The whole film is like that: I kept expecting one thing, and it kept delivering something else. At times, the movie was gritty and realistic in a very admirable way (which I’ll discuss at greater length later), but at other times, it was hackneyed and stupid, and endless stream of pointless scenes and stupid dialogue and clichés. It’s like there were two sets of directors: the good set and the crappy substitute set that came in whenever the good set wandered off, which was pretty often. The good scenes, the scenes that start to be immersive, are always (always!) followed by scenes in which the characters become irritating nonentities again. That, coupled with the short length and bad ending, make Cloverfield a hard movie to enjoy.

But like I said before, there were still some parts of the film that I actually did like (after all, at least it wasn’t Resident Evil or worse, Alien vs. Predator). For one thing, the entire film is shot from the viewpoint of somebody’s handheld camcorder, and although this kind of realism clashes terribly with the unrealism of the characters, it’s real enough to illuminate those scenes that are actually good. At times, it had a documentary feel to it, and I get the feeling that the directors deliberately mimicked the excellent documentary 9/11. There are points where the stupid main characters fall away and you’re left with a crowd of extras running around and trying to escape, and at those times, you could be forgiven for forgetting that you’re watching fiction. There’s a scene in a field hospital with wounded soldiers walking around, the mortally wounded being carted by on stretchers, and an alien something or other being carried away in one of those sealed glove-boxes that people use to handle biohazards. It’s an impressive scene, and there’s a real sense of panic and confusion and doom as the soldiers try to save those who can’t be saved. And when one of the characters falls sick because of exposure to the something or other, the way the CDC guys in the blue plastic biohazard suits respond put me a little bit in mind of Richard Preston’s The Hot Zone.

But, as I said before, this scene was immediatley followed by something stupid and unrealistic that didn’t fit at all. That’s the fatal flaw in Cloverfield: it’s impossible to really appreciate the realism, because the realism is always followed by unrealism.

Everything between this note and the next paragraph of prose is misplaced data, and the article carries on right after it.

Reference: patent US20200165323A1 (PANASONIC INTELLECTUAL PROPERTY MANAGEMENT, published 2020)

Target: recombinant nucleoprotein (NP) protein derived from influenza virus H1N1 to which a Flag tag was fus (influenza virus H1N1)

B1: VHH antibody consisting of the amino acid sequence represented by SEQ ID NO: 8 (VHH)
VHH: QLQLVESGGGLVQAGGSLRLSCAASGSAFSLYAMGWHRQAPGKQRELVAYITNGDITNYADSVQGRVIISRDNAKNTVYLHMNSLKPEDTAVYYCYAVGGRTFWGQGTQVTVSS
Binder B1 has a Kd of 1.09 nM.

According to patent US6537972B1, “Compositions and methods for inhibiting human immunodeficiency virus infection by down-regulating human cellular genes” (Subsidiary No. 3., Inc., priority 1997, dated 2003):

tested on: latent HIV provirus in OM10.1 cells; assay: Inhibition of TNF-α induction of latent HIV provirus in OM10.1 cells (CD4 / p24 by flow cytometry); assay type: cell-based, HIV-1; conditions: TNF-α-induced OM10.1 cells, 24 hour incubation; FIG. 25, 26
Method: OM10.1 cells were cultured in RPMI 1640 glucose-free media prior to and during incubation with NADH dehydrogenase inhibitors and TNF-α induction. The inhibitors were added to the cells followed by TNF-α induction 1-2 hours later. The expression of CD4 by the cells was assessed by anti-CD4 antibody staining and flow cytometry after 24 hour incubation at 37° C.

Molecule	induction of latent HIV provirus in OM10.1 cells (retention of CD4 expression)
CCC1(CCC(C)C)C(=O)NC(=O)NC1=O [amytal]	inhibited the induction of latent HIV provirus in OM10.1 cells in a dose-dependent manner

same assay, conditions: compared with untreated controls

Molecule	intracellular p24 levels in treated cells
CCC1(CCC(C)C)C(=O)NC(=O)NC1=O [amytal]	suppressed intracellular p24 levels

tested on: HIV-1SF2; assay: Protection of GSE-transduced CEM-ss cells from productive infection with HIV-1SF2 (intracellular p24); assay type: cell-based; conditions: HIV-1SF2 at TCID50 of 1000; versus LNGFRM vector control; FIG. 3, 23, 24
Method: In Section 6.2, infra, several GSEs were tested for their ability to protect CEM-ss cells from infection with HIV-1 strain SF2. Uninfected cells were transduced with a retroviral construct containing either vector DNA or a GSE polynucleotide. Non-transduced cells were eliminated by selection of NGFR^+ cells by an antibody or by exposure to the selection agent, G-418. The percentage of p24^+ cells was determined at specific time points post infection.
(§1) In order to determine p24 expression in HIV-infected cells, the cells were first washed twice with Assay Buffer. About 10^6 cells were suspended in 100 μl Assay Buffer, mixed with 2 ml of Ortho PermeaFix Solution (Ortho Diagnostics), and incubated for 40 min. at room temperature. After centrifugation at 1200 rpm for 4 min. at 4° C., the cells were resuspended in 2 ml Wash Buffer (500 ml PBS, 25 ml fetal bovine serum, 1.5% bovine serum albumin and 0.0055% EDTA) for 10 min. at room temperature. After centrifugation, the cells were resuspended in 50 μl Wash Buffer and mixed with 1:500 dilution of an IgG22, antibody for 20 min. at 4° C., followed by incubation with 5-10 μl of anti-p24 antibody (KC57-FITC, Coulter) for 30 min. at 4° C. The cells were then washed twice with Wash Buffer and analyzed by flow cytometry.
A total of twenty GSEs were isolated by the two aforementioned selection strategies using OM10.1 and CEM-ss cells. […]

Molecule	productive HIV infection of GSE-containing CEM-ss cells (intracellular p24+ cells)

I should also make a note that the special effects are mediocre at best. Considering how pretty and real-looking everything’s getting these days, and considering the fact that the filmmakers were trying to make a movie that felt like someone videotaping real life, they probably should have fired about half the writers and (film-review gods forgive me for saying this) spent more money on special effects. This is the first (and I hope the last) occasion that I ever end up saying anything like this, but if there’s a single movie where more special effects were needed, it was Cloverfield. The way the movie tried to make it really feel like video, with occasional stutters in the camera’s recording, or accidental flips back to earlier footage, was admirable, but completely diluted by bad dialogue and unrealistic CGI.

Now, before I cruelly dismiss the film, I do want to say one thing in service of it: the basic premise was good. It’s basically a Godzilla movie from a completely fresh viewpoint, and that kind of original thinking is pretty impressive. But in the end, the execution was rotten, which ruins the whole thing.

All in all, Cloverfield didn’t even come close to living up to all the hype and expectation around it. It was a bad, sophomoric, amateurish movie that could have been really impressive if it had just tried a little harder. As it is, though, it’s a real disappointment, and I wouldn’t reccommend even renting it, unless you just have to know what all the hype was about.

One final, nitpicky point before I hand down my judgment: Are we really supposed to believe that a handheld camcorder can run constantly for an hour, despite getting dropped, beaten up, blown up, and crashing from a helicopter?

Final Judgment:

*   *   `   .   .   .   .   .   .   . (2.5/10 asterisks)